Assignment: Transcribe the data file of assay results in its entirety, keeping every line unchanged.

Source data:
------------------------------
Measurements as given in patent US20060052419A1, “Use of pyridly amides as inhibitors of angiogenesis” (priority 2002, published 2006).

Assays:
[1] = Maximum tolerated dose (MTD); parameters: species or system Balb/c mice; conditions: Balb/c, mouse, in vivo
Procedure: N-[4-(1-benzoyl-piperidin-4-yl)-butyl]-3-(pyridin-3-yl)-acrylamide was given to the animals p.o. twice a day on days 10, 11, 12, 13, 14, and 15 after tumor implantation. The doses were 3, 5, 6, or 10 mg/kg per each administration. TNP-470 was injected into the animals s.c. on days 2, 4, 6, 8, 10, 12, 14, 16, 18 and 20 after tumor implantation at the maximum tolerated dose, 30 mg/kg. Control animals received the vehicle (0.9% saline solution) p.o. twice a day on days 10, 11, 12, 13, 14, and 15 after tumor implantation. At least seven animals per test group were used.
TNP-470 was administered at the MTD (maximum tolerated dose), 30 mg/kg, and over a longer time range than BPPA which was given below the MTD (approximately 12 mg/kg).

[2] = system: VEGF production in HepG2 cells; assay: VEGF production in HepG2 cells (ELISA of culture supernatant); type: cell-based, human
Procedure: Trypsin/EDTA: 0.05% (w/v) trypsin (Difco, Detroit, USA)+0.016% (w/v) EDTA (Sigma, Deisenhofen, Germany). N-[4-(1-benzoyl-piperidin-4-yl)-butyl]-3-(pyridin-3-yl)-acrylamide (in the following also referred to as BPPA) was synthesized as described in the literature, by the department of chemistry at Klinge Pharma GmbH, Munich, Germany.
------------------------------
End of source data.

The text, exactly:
Measurements as given in patent US20060052419A1, “Use of pyridly amides as inhibitors of angiogenesis” (priority 2002, published 2006).

Assays:
[1] = Maximum tolerated dose (MTD); parameters: species or system Balb/c mice; conditions: Balb/c, mouse, in vivo
Procedure: N-[4-(1-benzoyl-piperidin-4-yl)-butyl]-3-(pyridin-3-yl)-acrylamide was given to the animals p.o. twice a day on days 10, 11, 12, 13, 14, and 15 after tumor implantation. The doses were 3, 5, 6, or 10 mg/kg per each administration. TNP-470 was injected into the animals s.c. on days 2, 4, 6, 8, 10, 12, 14, 16, 18 and 20 after tumor implantation at the maximum tolerated dose, 30 mg/kg. Control animals received the vehicle (0.9% saline solution) p.o. twice a day on days 10, 11, 12, 13, 14, and 15 after tumor implantation. At least seven animals per test group were used.
TNP-470 was administered at the MTD (maximum tolerated dose), 30 mg/kg, and over a longer time range than BPPA which was given below the MTD (approximately 12 mg/kg).

[2] = system: VEGF production in HepG2 cells; assay: VEGF production in HepG2 cells (ELISA of culture supernatant); type: cell-based, human
Procedure: Trypsin/EDTA: 0.05% (w/v) trypsin (Difco, Detroit, USA)+0.016% (w/v) EDTA (Sigma, Deisenhofen, Germany). N-[4-(1-benzoyl-piperidin-4-yl)-butyl]-3-(pyridin-3-yl)-acrylamide (in the following also referred to as BPPA) was synthesized as described in the literature, by the department of chemistry at Klinge Pharma GmbH, Munich, Germany.